So as promised from my post last week, I have the results from a practical experiment I did for last week’s piece of writing to share with you guys. This has to do with the process alluded to with the Saurids in the story, and how they craft their spears.
To extract the relevant piece from the post:
“…The limb is then taken to a trench, which is then filled with an extract from an invasive weed native to the Gruv. This weed is quite fascinating; it grows at the bases of trees and produces bulbs that contain a fluid that shrinks the cellulose of other plants. In its natural environment, it attacks the root structure of the tree, causing it to wither and die, thus creating a break in the canopy for it to take in sunlight for itself. When applied to the limbs in just the right concentration for the right amount of time, the cells of the limbs collapse and compress (as I observed under microscope), shrinking the limb and tightening its structure, resulting in a spear that is smaller, still strong, but also flexible, making it much more accurate in flight.”
My original idea when writing this was to have it so that they could make the wood pliable in order to put the spiral pattern in it without having to shape it by hand. This idea was inspired by a video I saw here.
To summarize, extreme flexibility can be achieved in wood by using high pressure ammonia gas. This breaks the hydrogen bonds in the wood fibers, which breaks up its normal rigidity and makes it extremely flexible. Once out of the treatment and exposed to air, the wood will re-bond with airborne hydrogen and return to its normal stiffness, but if left in bent position will become rigid in that position.
Now, the Saurids would not have access to the type of tech needed to get it brought up to pressure and create it as gas. However, there is an allusion towards the end of the video of being able to soak wood in ammonia to be able to achieve a similar effect. Now that is something they would be able to do; ammonia is present in a lot of places in nature, so obtaining it is just a matter of extraction and purification, which can be done at a low tech level, and they have had plenty of time to develop techniques for. Not to mention that, while we do try to ground a lot of the ideas in 1879 in real world mechanics, it is still a fantasy world, and we can make up things as needed. The question really is, how effective would this sort of treatment be at making the wood flexible?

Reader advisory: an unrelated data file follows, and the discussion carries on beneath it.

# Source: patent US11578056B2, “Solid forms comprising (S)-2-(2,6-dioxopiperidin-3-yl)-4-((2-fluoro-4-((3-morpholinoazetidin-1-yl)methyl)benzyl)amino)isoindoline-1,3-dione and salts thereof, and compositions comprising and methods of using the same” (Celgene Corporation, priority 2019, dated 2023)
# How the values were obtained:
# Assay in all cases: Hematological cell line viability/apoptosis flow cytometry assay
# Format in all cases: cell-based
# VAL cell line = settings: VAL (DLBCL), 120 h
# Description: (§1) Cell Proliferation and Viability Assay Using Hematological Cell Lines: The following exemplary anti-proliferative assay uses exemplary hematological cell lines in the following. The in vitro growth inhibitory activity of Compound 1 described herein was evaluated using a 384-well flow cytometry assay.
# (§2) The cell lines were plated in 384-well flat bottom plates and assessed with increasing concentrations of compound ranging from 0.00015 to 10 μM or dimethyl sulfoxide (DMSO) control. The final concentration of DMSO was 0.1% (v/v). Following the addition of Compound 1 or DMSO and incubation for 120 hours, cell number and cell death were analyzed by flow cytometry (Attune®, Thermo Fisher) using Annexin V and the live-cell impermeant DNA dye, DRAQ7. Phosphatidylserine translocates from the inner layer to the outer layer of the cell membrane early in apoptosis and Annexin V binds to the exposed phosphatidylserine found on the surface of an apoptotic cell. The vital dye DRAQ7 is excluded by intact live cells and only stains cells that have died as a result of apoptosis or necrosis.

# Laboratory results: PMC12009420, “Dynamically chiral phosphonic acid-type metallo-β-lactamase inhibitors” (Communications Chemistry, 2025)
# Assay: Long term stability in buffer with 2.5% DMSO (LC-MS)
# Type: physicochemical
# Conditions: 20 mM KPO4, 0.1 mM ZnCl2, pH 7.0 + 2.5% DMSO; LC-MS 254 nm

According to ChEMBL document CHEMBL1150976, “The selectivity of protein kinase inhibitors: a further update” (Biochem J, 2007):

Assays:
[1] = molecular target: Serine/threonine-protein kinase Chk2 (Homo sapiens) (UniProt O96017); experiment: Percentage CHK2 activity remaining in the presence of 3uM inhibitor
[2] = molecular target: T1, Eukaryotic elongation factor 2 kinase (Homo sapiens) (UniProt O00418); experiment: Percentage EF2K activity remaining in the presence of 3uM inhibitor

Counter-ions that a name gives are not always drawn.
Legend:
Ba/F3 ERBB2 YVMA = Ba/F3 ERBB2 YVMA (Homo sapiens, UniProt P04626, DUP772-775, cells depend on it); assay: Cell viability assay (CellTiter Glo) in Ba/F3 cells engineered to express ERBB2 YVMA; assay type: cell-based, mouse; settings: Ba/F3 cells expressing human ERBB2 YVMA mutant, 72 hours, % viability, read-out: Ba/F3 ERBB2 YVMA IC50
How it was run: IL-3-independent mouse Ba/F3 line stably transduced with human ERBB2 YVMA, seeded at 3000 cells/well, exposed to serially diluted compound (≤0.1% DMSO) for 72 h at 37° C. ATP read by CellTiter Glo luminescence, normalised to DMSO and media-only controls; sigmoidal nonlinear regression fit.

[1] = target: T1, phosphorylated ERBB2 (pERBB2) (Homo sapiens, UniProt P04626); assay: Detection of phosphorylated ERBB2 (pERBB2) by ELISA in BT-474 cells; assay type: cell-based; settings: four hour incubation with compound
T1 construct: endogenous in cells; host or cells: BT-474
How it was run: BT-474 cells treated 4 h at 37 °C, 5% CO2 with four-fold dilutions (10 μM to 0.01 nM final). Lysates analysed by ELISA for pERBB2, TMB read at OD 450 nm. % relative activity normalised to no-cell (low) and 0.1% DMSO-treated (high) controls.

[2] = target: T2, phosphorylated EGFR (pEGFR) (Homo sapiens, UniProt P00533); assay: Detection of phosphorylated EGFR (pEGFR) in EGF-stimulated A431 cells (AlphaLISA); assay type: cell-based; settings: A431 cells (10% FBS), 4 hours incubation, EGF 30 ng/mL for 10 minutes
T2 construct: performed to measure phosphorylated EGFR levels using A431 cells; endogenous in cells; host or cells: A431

To test it, rather than having to figure out some complicated natural technique, I just made a trip to the dollar store to obtain a sealable plastic chamber and a couple of bottles of ammonia. For those of you that don’t know, I’m a wood worker in my spare time, so I had plenty of wood around. For this case, I had a section of an oak rod. I made a few cuts on it while it was still stiff so that I could get some good clamping surfaces, as well as to cut a few shallow grooves so that any twisting action would be visible. From there, it just needed time.
Now, I have lost the original pictures I took at the time, as that was years and several phones ago. But at one point, I did get the supplies again to repeat the experiment. And then I forgot about it until I found last week’s piece of writing to post. So this repeat experiment has been sitting in my garage for about three years at this point. So, with these results, you definitely can’t say it was because of a lack of time in the ammonia.